It's the arts — more Valley schools are adding them to a STEM education. And, explaining climate mysteries from above the Earth.
GCU Offers Learning Lounge To Help High School Students Succeed
For many teens, high school is difficult enough. But with a language barrier, it can seem impossible. This semester, Grand Canyon University opened a tutoring center that has helped more than 200 high school students, many of whom are still learning English. Grand Canyon calls it the Learning Lounge.
On any given afternoon, about 30 Grand Canyon students gather in portable classroom on campus to give teens one-on-one help with various subjects. On a recent Thursday, one pair was plotting points on a graph. One was reading “Huckleberry Finn,” while another was working through job applications. Teacher Debbi Paiz explained that most of the high school students here live in this low-income, West Phoenix neighborhood .
“And they come and they look, and they’re in awe,” she said, from one of the Lounge’s couches. “They’re like, ‘It doesn’t even look like this is our neighborhood.’”
Paiz stressed that she’s in awe, too — of these students. She’s a reading specialist at the Lounge, but her day job is teaching English Language Learners at nearby Alhambra High School. Her school lags behind state averages when it comes to test scores. For example, in 2013, 70 percent of all Arizona 10th graders tested proficient in writing. At Alhambra, it was only 49 percent.
But Paiz sees her students are motivated to improve.
“They’ve been at school all day — just like I have, and they’re still trucking,” she said. “Here it is, what, going on five o’clock. They’ve been at school since 7:30 this morning. They’re still working. That’s gumption.”
And it isn’t just about getting better grades. It’s about graduating. The Lounge opened in part to help students study for the Arizona’s Instrument to Measure Standards, known as the AIMS test. The standardized exam is being phased out in Arizona, starting with this year’s freshman.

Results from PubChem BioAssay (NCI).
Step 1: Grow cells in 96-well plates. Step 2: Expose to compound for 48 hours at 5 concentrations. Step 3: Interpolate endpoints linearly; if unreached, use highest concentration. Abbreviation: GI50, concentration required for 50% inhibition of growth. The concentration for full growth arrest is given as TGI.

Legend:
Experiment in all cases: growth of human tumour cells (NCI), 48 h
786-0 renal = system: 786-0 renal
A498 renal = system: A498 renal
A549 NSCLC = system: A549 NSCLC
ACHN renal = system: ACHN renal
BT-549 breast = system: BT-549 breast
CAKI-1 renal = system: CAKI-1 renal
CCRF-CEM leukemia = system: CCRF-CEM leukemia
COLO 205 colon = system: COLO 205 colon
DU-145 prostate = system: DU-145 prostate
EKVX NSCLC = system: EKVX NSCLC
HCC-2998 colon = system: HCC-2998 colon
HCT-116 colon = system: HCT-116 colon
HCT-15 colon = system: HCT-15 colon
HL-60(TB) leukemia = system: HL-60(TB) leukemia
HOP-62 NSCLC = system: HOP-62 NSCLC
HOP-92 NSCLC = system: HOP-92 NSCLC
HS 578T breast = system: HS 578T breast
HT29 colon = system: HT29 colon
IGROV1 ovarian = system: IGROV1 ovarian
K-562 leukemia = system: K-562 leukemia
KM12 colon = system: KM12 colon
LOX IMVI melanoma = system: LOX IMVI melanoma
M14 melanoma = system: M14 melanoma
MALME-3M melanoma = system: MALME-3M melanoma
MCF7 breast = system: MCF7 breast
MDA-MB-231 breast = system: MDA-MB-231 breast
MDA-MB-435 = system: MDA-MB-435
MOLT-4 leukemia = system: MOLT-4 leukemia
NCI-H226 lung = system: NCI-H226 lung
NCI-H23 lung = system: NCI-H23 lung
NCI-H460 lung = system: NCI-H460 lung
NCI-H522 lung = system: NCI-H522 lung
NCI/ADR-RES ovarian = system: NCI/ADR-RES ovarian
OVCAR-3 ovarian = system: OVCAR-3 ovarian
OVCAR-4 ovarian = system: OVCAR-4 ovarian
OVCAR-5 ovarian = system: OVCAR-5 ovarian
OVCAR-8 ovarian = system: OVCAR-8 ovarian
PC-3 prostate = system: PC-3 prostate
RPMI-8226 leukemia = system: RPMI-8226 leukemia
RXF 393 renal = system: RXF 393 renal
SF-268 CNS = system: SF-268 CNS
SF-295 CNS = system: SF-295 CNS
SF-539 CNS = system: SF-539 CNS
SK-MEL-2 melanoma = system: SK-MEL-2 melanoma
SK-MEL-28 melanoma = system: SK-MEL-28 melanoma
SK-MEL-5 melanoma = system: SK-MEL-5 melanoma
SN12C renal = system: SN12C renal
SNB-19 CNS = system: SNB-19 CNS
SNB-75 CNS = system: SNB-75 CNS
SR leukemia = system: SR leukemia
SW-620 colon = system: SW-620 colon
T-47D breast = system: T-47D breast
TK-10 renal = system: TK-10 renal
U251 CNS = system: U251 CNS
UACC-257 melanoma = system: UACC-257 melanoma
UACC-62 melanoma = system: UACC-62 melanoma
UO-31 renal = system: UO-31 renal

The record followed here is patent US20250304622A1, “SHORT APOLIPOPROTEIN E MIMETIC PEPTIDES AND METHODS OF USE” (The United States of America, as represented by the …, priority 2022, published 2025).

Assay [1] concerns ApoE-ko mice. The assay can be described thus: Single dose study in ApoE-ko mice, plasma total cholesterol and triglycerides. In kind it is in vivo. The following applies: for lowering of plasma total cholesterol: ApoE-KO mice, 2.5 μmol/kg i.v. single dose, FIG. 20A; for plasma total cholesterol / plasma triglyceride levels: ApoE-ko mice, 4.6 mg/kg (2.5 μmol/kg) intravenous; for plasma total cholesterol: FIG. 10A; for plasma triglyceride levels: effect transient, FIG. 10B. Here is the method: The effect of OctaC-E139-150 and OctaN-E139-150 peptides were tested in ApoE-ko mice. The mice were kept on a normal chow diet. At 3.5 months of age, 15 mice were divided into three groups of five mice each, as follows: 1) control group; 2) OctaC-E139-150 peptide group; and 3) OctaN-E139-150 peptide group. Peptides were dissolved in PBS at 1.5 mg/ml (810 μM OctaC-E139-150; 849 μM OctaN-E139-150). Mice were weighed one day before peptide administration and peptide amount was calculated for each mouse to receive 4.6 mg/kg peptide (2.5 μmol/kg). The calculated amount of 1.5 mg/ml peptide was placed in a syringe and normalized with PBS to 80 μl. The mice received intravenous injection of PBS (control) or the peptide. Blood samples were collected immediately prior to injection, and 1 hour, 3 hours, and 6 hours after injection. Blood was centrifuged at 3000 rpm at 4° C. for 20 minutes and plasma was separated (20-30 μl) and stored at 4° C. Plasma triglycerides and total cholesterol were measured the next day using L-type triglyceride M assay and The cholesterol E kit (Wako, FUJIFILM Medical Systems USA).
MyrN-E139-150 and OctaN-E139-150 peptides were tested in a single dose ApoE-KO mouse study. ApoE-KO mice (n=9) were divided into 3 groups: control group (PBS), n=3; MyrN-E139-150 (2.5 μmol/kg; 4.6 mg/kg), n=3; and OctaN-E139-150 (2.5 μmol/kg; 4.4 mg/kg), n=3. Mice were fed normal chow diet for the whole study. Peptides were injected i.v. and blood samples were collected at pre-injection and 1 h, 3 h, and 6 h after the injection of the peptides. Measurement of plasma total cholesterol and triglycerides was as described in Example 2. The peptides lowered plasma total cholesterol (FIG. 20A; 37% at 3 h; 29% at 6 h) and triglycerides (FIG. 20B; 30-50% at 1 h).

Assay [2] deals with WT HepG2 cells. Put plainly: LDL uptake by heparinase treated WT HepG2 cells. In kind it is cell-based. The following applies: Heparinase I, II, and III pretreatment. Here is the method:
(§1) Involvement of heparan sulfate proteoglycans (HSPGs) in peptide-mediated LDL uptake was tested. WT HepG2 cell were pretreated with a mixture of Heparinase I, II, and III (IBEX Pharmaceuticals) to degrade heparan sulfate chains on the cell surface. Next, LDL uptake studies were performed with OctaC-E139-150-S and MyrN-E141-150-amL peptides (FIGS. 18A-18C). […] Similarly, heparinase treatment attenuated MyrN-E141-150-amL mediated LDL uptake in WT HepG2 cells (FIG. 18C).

But for most high schoolers in the state, passing the AIMS is still a requirement to graduate. Isaul Rodriguez is one of them. He said he felt embarrassed to get help from the Lounge — at first.
“I don’t speak very well, and I feels like, Oh, I don’t know what to say,” he explained. “I don’t have very well vocabulary.”
His friend, Sarahi Chavez, felt a little shy, too. Like Rodriguez, Chavez had already failed the writing portion of the AIMS — four times. That means Chavez was in serious danger of not graduating. She needed help, and she got it from her tutor, Leslie Price.
Price is a freshman at Grand Canyon who worked with both Chavez and Rodriguez for months. Price feels it was a learning experience for all three of them.
“Sarahi would translate for Isaul and I sometimes, and sometimes they would both look at me like, ‘What did you just say?’” she said, as her students giggled. “And, like, we got very good with at trying to communicate with each other, and sometimes just writing it down and sometimes using Google Translate.”
When AIMS test day finally rolled around, Price thinks she was probably as nervous as her students. A few weeks later, the results came out. Rodriguez and Chavez showed up at the Lounge together, with candy bars.
“And they were like, ‘Oh, we passed our AIMS!’” she said.
She also remembered asking them why they were giving her chocolate. She felt they deserved it.
In the three months since the program began, more than 20 students have passed at least one portion of the AIMS after being tutored here. Three students have completely passed. Isaul Rodriguez will graduate this semester. Sarahi Chavez officially finished last semester, but will participate in the graduation ceremony this May. She doesn’t have to walk across the stage. But she will, for her little brother.
“To show him if I can do it, he can do it also,” she said.
Grand Canyon is looking for more stories like this. Right now, the Learning Lounge is hiring 20 more tutors.